Thursday, June 25, 2020

🎁 Towels for the Times


There is an awful lot going on in the World right now and frankly, not much of it is good. I guess that's why many weavers are doing just that... weaving, or spinning.   

Counting our blessings where we find them.   

In the evenings we find ourselves watching movies and seeing people in them all gathered together for meals,  concerts and wonder at it all.  People hugging one another and walking side by side.  We took such simple things for granted.

Its almost like someone did open up Pandora's Box and let the demons out!

I started winding this warp  in the 'before times'. Ten yards of  soft,  nice quality Egyptian cotton.  It was in my stash as a large three pound cone, along with another three pound cone of black. Not entirely sure where I bought it but its lovely. (I think it was Lone Star Loom Room.)

The idea behind this warp was to simply sit and weave  and enjoy the process. Listen to music or podcasts or just the silence.   Then the pandemic hit and we  stayed inside our homes and the choice to use bright cheerful colours as weft really made sense to me to help lift spirits.   Little dancing boxes. 



I wish I could share the soft lofty feel of these towels. You can see how squishy they are!
Grape, creamsicle, honey, and key lime.



Then there are the blue cool tones: bubblegum, peacock, blueberry and raspberry.



Towel number nine was created from having left over yarn on many pirns. So I created a colour way that worked together to use them up.  I call this one Candy Mix..... but it easily could be called "All colours under the sun matter".   This towel  is winging its way to my daughter as she is trying to work out what colour to paint her kitchen so something in this one will work!  😁  🌈


The 16 shaft draft was sett at 24 epi and they were woven to 35 inches. Width in the reed was 24 inches.  After a small turned hem they measure  21 wide by 28 inches long. So a fair amount of shrinkage.   The threading is a point twill and so is the treadling; all the pattern is in the tie-up.









A couple with the hem flipped to show the other side, which is equally nice. Boxes again, or if you look at them with a tilt of the head, there is almost a Celtic like intertwining.  If I had woven two towels in each colour, I would have turned one towel the opposite way and so they would be a nice set.   Maybe next time....



Here's the draft from Handweaving.net that I used showing two repeats of the treadling.   The draft is our road map to a successful project, along with some 'local knowledge'.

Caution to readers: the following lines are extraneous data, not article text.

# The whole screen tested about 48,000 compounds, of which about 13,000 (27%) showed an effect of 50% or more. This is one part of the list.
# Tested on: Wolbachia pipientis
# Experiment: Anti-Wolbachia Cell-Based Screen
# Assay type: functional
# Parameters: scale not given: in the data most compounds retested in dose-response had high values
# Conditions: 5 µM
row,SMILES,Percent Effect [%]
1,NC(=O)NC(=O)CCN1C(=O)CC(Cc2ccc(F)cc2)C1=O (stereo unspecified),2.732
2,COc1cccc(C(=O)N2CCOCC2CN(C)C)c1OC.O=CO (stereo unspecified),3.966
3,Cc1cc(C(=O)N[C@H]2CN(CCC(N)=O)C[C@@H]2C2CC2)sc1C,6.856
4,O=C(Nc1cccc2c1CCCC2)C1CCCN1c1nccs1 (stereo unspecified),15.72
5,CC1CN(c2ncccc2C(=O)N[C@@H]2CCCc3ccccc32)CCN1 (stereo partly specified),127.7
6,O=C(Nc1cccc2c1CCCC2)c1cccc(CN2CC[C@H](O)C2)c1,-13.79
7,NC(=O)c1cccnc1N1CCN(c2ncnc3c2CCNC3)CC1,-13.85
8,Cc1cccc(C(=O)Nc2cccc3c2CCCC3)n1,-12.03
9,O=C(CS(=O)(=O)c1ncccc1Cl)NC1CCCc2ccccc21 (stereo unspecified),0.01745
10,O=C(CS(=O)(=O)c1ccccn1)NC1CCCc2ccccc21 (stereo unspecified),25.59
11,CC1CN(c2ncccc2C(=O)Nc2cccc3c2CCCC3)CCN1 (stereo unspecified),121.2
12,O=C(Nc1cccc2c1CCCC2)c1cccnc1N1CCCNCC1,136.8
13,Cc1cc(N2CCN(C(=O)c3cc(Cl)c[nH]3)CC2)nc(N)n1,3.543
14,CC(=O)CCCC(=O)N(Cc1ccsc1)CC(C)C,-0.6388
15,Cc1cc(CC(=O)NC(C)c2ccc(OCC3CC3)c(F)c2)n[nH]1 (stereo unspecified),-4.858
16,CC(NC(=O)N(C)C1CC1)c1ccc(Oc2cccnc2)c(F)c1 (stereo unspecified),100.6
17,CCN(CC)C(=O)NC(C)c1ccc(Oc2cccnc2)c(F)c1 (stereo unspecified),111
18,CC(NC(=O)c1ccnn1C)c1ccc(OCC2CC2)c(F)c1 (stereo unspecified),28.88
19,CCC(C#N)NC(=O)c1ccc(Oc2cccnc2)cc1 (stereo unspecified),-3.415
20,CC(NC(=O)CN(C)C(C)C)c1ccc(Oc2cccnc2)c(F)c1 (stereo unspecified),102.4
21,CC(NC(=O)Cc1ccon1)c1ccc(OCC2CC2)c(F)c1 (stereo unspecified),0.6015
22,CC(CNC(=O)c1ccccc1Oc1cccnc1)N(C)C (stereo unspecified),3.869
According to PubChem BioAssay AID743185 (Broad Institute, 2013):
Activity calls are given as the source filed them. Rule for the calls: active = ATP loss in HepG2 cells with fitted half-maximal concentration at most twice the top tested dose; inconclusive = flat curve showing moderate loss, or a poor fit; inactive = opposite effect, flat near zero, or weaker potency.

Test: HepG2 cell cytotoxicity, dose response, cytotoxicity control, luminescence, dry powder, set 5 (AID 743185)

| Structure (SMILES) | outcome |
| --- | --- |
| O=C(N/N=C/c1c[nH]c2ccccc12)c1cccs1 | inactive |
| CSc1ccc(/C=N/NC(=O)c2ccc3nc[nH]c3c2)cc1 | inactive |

Maybe that's why everyone is feeling so discombobulated right now? There's no clear road map to a goal. Life feels on hold and if things are opening up again, it feels weird.   
So perhaps the little daily personal successes mean so much more right now. 


Some lovely peonies from a friend's garden.... and left on our front doorstep as a gift.   Huge blossoms and so lush.  The white ones were especially fragrant.   Thank you Donna! 💞



Friday, May 29, 2020

Inspired by Nature



A view of a coastal region somewhere on Earth as viewed from the International Space Station.


Maupiti, in the French Polynesian Islands


Kalamalka Lake, and Rattlesnake Point, near Vernon, BC, Canada


Maligne Lake, with Spirit Island, Jasper National Park, Alberta, Canada

So with these natural beauties in mind, I  have this warp from Iridescent Fibers  in my stash that they call "Across the Universe."   


I had this 8 shaft crackle draft that showed great potential!   The white sections in the draft are where the painted warp would go, along with a soft gold and dark teal tencel borders. Its rather difficult to translate a diverse painted warp to colours in a weaving draft.


From the initial start of weaving, I was very pleased with the results! I used dark teal as my weft colour on the first scarf. On the second scarf I used the colour azure which is a medium bright blue. 


Finally they were woven and final finishing completed. Yesterday I took "Judy" outside into the garden for a photoshoot. It was a lovely day with a breeze blowing, so you might notice the fringe looks like its moved or the bottom of the scarf as ballooned out a bit.

So the next three images are of the scarf woven with dark teal as my weft. Its difficult to get the colours shown to their best advantage  as depending on the light, the  camera settings, and your computer screen.... it changes colour!   Its quite the chameleon!


I call this scarf Kalamalka Lake as we used to live nearby to it and go and dabble our toes in this gorgeous coloured water in the summer.





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Now, all the pictures below the line of asterisks are of the scarf woven with the azure blue weft